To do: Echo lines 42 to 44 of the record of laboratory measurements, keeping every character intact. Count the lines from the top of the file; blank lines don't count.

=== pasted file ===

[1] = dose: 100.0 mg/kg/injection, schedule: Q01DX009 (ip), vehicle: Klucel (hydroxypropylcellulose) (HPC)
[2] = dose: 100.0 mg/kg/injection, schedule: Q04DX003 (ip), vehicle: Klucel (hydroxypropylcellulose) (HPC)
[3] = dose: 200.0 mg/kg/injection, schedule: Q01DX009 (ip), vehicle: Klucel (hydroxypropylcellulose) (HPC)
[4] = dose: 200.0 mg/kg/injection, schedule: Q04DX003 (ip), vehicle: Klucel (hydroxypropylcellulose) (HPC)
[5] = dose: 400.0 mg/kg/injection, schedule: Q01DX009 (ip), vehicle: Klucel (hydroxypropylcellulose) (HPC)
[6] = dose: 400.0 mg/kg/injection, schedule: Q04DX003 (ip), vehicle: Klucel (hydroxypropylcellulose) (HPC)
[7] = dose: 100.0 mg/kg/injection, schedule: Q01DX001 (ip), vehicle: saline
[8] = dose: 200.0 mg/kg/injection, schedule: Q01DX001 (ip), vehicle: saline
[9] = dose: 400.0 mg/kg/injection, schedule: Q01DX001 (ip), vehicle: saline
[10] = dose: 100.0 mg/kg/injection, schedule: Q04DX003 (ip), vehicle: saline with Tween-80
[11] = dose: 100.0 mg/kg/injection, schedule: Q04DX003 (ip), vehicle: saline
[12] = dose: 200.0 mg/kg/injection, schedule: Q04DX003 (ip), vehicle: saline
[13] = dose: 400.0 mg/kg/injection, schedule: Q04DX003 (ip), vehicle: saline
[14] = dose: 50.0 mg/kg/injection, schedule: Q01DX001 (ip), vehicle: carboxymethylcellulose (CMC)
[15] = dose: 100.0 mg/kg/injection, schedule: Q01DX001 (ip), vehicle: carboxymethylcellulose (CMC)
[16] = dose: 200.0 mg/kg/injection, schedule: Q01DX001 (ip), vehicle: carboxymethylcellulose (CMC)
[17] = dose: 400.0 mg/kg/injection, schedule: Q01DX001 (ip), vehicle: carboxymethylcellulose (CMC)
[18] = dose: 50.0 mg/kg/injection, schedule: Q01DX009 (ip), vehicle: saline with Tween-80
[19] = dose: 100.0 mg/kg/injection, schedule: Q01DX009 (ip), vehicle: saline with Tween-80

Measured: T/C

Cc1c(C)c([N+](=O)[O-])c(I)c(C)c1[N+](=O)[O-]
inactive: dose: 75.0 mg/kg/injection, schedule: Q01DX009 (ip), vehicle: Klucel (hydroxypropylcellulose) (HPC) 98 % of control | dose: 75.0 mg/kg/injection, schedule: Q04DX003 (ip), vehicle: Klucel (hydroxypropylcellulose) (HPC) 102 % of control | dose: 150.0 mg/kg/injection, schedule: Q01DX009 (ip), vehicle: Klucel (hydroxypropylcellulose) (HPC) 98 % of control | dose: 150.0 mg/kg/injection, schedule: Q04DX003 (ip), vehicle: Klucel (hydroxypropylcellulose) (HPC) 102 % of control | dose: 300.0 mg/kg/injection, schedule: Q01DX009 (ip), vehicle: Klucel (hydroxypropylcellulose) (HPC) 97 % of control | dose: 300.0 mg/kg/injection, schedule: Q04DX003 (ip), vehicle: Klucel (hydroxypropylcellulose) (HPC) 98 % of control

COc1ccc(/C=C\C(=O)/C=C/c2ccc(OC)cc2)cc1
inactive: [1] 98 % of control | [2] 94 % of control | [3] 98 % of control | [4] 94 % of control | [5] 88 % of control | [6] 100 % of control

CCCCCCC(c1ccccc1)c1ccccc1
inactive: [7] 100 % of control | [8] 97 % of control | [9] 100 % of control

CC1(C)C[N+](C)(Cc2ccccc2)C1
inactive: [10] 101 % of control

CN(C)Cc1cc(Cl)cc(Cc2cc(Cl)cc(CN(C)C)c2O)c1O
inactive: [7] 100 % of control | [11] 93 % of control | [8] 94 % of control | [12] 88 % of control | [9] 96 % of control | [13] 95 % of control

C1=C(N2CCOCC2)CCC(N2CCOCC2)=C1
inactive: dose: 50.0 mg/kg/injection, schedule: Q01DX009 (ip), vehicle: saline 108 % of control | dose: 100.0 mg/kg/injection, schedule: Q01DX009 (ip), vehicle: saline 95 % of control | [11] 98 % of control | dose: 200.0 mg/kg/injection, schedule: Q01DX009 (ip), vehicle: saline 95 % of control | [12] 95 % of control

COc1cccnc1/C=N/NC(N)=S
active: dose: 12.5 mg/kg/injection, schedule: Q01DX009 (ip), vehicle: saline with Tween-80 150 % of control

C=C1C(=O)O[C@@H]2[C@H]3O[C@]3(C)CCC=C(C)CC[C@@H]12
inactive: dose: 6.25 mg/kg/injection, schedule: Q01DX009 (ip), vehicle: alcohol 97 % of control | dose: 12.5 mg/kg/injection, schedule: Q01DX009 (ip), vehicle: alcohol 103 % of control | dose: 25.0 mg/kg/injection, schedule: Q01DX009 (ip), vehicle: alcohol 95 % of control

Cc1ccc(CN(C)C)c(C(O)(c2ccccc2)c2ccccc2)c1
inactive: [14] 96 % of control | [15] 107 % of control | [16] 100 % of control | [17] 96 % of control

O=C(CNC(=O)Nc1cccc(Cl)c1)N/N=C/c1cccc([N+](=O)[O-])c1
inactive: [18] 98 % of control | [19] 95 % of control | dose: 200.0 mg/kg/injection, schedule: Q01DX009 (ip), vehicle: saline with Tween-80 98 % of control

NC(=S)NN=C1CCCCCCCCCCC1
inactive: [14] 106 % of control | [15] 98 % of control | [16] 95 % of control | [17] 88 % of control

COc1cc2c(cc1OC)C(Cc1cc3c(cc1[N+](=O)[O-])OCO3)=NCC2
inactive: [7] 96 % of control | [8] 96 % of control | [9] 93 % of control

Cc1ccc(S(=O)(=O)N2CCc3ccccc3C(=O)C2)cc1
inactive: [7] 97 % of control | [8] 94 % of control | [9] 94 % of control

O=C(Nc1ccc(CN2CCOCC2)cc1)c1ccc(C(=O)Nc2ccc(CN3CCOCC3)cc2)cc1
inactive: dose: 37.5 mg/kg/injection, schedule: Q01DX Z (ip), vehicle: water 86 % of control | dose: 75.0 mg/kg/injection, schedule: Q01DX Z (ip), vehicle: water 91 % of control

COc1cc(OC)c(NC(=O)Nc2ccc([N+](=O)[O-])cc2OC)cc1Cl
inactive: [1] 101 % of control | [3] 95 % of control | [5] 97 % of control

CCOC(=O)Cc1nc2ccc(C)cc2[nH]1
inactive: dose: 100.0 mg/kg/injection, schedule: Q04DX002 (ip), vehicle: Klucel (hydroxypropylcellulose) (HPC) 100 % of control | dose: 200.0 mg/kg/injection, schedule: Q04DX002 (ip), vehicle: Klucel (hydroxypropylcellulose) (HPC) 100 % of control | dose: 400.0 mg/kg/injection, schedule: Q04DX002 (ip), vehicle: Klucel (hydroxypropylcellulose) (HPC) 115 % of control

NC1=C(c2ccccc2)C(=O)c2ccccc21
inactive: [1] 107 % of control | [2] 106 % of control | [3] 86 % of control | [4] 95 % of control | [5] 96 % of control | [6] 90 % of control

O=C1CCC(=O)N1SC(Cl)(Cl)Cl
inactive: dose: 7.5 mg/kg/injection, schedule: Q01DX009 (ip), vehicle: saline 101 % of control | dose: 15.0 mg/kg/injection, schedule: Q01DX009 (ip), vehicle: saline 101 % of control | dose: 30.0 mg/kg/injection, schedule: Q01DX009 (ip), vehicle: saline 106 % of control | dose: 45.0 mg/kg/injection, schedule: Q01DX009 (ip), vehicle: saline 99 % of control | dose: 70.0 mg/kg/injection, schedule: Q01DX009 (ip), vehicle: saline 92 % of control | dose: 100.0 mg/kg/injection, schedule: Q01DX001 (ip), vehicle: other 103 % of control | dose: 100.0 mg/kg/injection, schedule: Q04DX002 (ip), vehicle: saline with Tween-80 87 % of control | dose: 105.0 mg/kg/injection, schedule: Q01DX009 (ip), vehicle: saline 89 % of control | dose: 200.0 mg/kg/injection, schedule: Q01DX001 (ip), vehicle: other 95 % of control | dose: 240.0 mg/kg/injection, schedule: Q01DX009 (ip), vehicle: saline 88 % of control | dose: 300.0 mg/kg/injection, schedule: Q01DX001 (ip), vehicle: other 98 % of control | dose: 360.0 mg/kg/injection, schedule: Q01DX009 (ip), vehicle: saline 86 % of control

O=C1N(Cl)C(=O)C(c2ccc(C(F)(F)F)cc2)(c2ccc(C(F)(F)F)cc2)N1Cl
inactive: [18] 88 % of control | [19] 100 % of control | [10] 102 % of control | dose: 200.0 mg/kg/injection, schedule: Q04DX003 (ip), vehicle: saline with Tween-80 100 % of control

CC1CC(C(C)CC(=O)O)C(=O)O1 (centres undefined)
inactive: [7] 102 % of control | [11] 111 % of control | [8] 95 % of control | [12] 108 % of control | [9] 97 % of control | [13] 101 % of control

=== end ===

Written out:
inactive: [14] 106 % of control | [15] 98 % of control | [16] 95 % of control | [17] 88 % of control

COc1cc2c(cc1OC)C(Cc1cc3c(cc1[N+](=O)[O-])OCO3)=NCC2
inactive: [7] 96 % of control | [8] 96 % of control | [9] 93 % of control